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Crazyfool

Self deleting?

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I am not sure what to call it but I came across a weird thing (maybe a problem) today. I have an NPC class, and when its update()ed, it checks to see if its dead or not, and if its dead, it cleans up what it needs to do. Though, part of it, tells the place where its stored, to get rid of it. However, this all takes place IN the NPC's method. My question is, if the NPC itself called for its memory to be cleared, can it finish off the function? for instance:
NPC::update()
{
...
spawnpoint->killNpc(id); //memory gets cleared - 
                         //the list storing it uses std::list::erase()
                         //also NULLs the pointers to it

return false; 
}
Things SEEM to work fine, but it seems fishy to me. I wanted to make sure this wasnt undefined behavior or if everything was on the stack thus it didnt matter for that function call whether the NPC object was 'killed' or not.

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Yes you can self delete by calling
delete this;

You MUST ensure that after calling this, you do not touch any other data variable or call any member function from that class.
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The only problem is that you wont have a way of setting all external pointers pointing to the deleted object to null. If you can ensure that this wont happen, then it should not pose a problem.

Another way to do it is to flag the object dead and have another method from the class containing the object which will delete it and at the same null the pointer.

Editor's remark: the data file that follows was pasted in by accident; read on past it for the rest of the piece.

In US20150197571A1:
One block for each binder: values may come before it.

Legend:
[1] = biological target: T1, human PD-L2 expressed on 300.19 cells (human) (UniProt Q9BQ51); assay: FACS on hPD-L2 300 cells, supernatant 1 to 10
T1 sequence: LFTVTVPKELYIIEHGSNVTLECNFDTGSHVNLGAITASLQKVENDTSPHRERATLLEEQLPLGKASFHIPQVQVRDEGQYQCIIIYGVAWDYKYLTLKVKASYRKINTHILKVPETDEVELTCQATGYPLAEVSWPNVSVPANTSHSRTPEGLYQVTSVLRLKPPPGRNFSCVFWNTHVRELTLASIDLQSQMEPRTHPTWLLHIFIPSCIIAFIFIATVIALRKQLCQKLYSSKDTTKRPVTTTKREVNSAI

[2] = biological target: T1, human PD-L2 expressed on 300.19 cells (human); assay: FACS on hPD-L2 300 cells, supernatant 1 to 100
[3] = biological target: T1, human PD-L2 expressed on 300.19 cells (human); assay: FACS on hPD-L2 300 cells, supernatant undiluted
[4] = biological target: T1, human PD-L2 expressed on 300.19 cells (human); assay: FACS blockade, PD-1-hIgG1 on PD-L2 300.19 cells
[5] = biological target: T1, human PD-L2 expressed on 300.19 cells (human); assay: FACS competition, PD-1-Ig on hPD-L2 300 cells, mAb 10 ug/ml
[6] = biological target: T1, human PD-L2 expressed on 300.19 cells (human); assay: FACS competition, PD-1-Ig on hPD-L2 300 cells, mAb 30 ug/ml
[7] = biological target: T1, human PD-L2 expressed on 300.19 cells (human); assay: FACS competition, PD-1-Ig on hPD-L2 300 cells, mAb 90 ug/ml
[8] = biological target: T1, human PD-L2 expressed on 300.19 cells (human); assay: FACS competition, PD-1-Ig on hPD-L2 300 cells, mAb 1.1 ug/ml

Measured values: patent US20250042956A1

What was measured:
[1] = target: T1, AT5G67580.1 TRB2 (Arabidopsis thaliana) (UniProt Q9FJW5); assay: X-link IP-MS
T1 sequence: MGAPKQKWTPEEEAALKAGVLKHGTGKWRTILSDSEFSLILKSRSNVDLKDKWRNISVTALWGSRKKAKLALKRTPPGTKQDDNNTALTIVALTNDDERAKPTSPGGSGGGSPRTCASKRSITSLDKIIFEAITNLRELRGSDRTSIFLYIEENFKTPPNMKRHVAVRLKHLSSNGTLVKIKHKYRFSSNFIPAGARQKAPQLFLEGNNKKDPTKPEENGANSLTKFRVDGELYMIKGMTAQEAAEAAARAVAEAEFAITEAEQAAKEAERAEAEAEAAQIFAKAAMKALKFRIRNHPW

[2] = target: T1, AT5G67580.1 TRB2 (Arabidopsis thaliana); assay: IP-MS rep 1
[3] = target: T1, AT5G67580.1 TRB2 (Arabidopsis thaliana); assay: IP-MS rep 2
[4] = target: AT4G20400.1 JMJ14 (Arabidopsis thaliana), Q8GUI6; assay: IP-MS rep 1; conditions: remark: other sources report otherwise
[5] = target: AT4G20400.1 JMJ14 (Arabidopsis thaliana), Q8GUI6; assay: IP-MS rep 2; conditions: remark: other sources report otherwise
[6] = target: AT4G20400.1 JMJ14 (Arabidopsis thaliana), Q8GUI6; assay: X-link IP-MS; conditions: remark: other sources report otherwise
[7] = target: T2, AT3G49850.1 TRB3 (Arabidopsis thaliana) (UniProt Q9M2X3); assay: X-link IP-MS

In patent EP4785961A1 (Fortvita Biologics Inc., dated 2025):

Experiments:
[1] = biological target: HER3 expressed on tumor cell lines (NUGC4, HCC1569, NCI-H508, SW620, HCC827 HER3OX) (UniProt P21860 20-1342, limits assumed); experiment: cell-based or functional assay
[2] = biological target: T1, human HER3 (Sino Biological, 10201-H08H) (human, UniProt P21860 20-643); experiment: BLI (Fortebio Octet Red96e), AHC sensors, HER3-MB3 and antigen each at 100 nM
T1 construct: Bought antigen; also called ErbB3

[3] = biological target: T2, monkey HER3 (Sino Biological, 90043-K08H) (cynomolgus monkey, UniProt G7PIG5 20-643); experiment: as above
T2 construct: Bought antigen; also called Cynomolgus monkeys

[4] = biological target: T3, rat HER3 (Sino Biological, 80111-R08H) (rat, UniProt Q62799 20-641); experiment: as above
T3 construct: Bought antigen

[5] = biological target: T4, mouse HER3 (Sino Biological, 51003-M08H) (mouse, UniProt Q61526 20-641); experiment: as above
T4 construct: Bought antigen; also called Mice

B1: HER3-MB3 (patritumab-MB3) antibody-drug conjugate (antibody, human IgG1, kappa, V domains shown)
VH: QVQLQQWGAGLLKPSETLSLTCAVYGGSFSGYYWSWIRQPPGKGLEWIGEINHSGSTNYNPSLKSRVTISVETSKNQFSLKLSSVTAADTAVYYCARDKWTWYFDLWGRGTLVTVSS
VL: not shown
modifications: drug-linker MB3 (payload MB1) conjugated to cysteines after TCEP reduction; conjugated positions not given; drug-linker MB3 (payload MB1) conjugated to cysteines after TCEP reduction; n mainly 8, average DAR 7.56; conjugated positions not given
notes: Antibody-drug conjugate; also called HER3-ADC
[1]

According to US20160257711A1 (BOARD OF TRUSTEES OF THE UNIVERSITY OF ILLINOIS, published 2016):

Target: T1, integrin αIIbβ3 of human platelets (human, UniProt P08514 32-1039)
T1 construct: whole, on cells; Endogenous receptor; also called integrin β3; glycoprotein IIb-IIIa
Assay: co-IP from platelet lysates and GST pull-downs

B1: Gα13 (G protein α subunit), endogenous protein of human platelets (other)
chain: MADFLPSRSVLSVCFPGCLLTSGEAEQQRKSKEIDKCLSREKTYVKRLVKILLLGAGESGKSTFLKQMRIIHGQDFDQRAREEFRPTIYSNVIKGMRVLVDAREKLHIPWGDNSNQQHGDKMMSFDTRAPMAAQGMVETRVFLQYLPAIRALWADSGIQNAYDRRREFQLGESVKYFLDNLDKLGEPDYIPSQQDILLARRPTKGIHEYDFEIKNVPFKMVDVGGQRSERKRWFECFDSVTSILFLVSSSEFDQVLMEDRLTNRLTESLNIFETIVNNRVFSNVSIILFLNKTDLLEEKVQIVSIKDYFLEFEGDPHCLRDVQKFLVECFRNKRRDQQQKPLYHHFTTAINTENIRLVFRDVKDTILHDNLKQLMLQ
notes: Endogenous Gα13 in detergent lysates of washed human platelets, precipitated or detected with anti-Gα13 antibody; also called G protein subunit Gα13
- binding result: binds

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It's no different to calling a member function on a pointer whose object hasn't been allocated yet. If you've never done that, keep it up. Somewhat misleadingly, it can get through quite a lot of code and go a couple of functions deep before it blows up attempting to access a member variable and finding the this pointer is invalid.

Some time I'll have to try to write a class that allocates it's own memory. Just for fun.

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Quote:
Original post by Crazyfool
I am not sure what to call it but I came across a weird thing (maybe a problem) today.

I have an NPC class, and when its update()ed, it checks to see if its dead or not, and if its dead, it cleans up what it needs to do. Though, part of it, tells the place where its stored, to get rid of it. However, this all takes place IN the NPC's method.


You probably don't really want to do it like this. Doing it this way means the NPC has to "be somewhere", know that it's there, and in fact know just where it is. That actually loses a fair bit of flexibility.

Instead, provide a way for outside code to check if the NPC is dead, and run a pass over the container to remove all the dead ones. Do the cleanup in the destructor of the NPC; that way, you can't forget to invoke it.

It looks something like:


bool isDeadNPC(const NPC&) {
// Return whether the NPC is dead. (May need to be a friend function)
}

Spawnpoint::update() {
// Let all my NPCs update,
std::for_each(npcs.begin(), npcs.end(), std::mem_fun_ref(&NPC::update));
// and then clean up all the ones that got killed.
npcs.erase(std::remove_if(npcs.begin(), npcs.end(), isDeadNPC), npcs.end());
}


Now the NPC doesn't need to know about its container, and it might not need an ID value, either. Although you might need to add a flag for dead-ness. :)

This way also tends to work better if there are complicated NPC-NPC interactions that could lead to either or both dying, and can be faster when deaths are frequent, depending on your container.

Quote:
I wanted to make sure this wasnt undefined behavior or if everything was on the stack thus it didnt matter for that function call whether the NPC object was 'killed' or not.


It will become undefined behaviour if you try to use any of the object's member data, or call any of its virtual member functions, after destruction. Otherwise you should be fine, technically. Note that calling non-virtual member functions is probably a bad idea, though, because you have to make sure they won't use member data, etc. And member functions tend to use member data pretty frequently. (After all, if the function doesn't need access to member data, why make it a member function?)

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